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June 25, 2014

Three Ideal Japanese Breakfasts

By Nicole Schnitzler | Food

Three Ideal Japanese Breakfasts
Maya Jimenez

Breakfast is arguably the most important meal of the day, but its benefits—not unlike those of sleep or hydration—are especially appreciated on the road. The Japanese version of the meal, with its satiating, sky-high protein content and lower sugar dosage, which help mitigate midday fatigue, is prized for being hearty, not heavy. And the menus are becoming increasingly prevalent at hotels worldwide. Here are three of the best.

Clement, The Peninsula, New York
Chef Brandon Kida brings his Japanese heritage to the menu at The Peninsula hotel’s brand-new Clement restaurant, where dishes composed of locally sourced ingredients receive an Asian flair, such as miso-accompanied Elysian Fields lamb or Barnegat Light scallops paired with yuzu and apple. Look for the same range at daybreak: A bento box of grilled sockeye salmon, tofu-rich miso soup and pickled vegetables is teamed with a tamagoyaki—a rolled, paper-thin Japanese omelet that is an alternative to the restaurant’s fluffy American version. At 700 Fifth Ave.; 212-903-3918; newyork.peninsula.com.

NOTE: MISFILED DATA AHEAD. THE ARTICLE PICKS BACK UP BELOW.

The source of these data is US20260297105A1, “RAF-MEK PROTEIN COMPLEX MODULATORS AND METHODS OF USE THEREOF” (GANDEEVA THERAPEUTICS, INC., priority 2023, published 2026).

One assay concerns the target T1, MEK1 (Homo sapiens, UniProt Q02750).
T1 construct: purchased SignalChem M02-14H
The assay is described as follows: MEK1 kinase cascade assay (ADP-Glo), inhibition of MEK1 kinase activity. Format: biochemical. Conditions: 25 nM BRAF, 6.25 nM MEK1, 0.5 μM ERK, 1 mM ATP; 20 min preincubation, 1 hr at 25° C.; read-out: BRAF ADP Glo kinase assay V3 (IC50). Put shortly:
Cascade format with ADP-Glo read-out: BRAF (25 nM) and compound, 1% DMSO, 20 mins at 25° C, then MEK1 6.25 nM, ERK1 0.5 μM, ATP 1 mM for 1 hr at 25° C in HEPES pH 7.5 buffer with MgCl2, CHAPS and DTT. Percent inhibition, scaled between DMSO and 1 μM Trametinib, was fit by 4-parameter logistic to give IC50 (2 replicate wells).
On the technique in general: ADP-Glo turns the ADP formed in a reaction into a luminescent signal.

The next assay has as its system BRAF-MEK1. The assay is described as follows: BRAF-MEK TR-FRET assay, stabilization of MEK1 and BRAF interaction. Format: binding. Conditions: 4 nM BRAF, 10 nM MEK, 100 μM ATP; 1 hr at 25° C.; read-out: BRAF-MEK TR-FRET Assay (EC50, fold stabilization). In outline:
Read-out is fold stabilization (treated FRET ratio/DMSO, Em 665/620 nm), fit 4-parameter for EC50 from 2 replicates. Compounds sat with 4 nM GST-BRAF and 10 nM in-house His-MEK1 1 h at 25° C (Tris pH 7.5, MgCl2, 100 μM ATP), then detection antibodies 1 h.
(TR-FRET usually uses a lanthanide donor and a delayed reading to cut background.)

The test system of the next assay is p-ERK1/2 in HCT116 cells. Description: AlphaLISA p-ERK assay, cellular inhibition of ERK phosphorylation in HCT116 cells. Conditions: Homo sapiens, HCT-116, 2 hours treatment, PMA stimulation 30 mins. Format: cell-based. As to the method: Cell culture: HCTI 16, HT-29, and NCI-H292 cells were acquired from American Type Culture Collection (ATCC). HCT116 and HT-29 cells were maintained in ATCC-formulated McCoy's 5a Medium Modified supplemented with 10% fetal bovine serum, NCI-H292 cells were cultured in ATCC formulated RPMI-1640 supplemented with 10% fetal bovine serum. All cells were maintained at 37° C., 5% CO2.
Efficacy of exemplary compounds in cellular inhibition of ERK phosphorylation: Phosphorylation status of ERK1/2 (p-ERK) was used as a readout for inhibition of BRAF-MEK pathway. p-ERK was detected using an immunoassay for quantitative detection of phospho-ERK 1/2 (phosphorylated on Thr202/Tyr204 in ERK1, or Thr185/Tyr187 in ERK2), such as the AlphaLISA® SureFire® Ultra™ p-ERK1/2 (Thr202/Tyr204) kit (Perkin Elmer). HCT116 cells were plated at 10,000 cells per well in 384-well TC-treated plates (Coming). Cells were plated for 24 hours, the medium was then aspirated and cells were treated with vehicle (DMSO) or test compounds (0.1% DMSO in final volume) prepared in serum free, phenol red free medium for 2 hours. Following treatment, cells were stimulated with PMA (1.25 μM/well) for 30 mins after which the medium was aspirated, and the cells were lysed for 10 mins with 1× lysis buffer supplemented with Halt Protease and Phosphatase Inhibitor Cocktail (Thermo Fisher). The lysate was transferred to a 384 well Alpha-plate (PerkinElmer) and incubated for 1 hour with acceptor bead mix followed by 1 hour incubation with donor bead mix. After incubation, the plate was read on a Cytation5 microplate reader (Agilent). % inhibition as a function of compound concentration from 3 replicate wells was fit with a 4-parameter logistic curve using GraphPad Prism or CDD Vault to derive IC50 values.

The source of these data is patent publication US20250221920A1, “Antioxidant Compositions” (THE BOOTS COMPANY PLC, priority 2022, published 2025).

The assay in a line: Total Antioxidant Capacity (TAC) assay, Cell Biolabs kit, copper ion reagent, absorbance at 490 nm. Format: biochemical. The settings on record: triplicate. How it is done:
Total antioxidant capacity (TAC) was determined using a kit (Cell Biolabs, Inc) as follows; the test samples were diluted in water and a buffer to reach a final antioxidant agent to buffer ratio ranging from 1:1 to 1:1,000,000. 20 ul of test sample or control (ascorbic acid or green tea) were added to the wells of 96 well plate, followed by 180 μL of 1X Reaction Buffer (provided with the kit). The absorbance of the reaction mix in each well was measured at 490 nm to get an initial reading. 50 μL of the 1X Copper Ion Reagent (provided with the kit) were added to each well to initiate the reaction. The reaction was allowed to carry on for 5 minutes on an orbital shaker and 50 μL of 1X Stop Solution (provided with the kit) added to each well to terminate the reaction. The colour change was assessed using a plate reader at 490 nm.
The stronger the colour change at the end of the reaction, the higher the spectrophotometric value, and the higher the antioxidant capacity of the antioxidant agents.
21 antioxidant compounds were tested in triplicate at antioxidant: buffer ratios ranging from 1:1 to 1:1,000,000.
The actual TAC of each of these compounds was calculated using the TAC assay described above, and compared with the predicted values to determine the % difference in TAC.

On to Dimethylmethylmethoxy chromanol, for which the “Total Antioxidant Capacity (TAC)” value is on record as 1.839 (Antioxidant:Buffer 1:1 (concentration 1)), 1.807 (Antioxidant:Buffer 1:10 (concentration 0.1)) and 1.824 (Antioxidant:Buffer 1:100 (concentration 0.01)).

Le Cinq, Four Seasons Hotel George V, Paris
Executive chef Eric Briffard’s dedication to fresh, carefully sourced products helped earn this hotel restaurant two Michelin stars and a local following. The morning-time fare follows suit. One look at Briffard’s ten-plate Japanese breakfast reveals the hyper-specific stops around Paris he took to complete it: daikon turnips and spinach from a Japanese garden in Île-de-France; soya and rice from Japanese delicatessen Workshop Issé; and steaming pots of genmaicha from the tea room Jugetsudo, in the Sixth Arrondissement. At 31 Av. George V; 33-1/49-52-71-54; restaurant-lecinq.com.

Mandarin Oriental Hyde Park, London
Guests need not travel far from London’s Mandarin Oriental Hyde Park to get a taste of the world—or the talents of three different chefs. For traditionally inspired British bites, leave it to the team at Dinner by Heston Blumenthal, and the crew at Bar Boulud satisfies midday French-bistro cravings. But morning hunger pangs are eradicated in the lovely main dining room, thanks to executive chef Chris Tombling, whose Japanese breakfast is a tray of ten components, including ginger-laced tofu, dried seaweed and a detoxifying juice selection of spinach and pineapple or carrot and ginger. At 66 Knightsbridge; 44-20/72-35-20-00; mandarinoriental.com.

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